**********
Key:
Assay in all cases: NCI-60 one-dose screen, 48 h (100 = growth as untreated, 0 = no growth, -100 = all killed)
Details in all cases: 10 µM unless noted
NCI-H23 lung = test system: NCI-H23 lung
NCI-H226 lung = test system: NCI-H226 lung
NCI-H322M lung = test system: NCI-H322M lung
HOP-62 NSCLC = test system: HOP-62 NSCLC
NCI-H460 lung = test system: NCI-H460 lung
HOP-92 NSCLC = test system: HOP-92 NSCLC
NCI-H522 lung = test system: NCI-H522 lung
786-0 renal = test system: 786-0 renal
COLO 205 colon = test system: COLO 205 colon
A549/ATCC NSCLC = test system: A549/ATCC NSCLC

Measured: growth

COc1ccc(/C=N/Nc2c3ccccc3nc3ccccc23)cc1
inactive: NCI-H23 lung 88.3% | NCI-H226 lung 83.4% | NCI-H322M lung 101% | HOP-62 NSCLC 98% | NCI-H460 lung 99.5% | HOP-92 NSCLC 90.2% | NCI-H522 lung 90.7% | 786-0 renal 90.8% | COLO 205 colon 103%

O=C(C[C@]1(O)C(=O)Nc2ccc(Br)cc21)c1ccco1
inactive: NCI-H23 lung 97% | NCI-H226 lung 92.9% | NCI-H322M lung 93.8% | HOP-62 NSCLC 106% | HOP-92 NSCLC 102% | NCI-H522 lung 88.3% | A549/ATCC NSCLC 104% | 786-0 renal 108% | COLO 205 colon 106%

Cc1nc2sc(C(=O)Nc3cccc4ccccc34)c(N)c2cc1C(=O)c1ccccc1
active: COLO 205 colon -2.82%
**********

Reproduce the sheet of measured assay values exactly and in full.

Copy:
Key:
Assay in all cases: NCI-60 one-dose screen, 48 h (100 = growth as untreated, 0 = no growth, -100 = all killed)
Details in all cases: 10 µM unless noted
NCI-H23 lung = test system: NCI-H23 lung
NCI-H226 lung = test system: NCI-H226 lung
NCI-H322M lung = test system: NCI-H322M lung
HOP-62 NSCLC = test system: HOP-62 NSCLC
NCI-H460 lung = test system: NCI-H460 lung
HOP-92 NSCLC = test system: HOP-92 NSCLC
NCI-H522 lung = test system: NCI-H522 lung
786-0 renal = test system: 786-0 renal
COLO 205 colon = test system: COLO 205 colon
A549/ATCC NSCLC = test system: A549/ATCC NSCLC

Measured: growth

COc1ccc(/C=N/Nc2c3ccccc3nc3ccccc23)cc1
inactive: NCI-H23 lung 88.3% | NCI-H226 lung 83.4% | NCI-H322M lung 101% | HOP-62 NSCLC 98% | NCI-H460 lung 99.5% | HOP-92 NSCLC 90.2% | NCI-H522 lung 90.7% | 786-0 renal 90.8% | COLO 205 colon 103%

O=C(C[C@]1(O)C(=O)Nc2ccc(Br)cc21)c1ccco1
inactive: NCI-H23 lung 97% | NCI-H226 lung 92.9% | NCI-H322M lung 93.8% | HOP-62 NSCLC 106% | HOP-92 NSCLC 102% | NCI-H522 lung 88.3% | A549/ATCC NSCLC 104% | 786-0 renal 108% | COLO 205 colon 106%

Cc1nc2sc(C(=O)Nc3cccc4ccccc34)c(N)c2cc1C(=O)c1ccccc1
active: COLO 205 colon -2.82%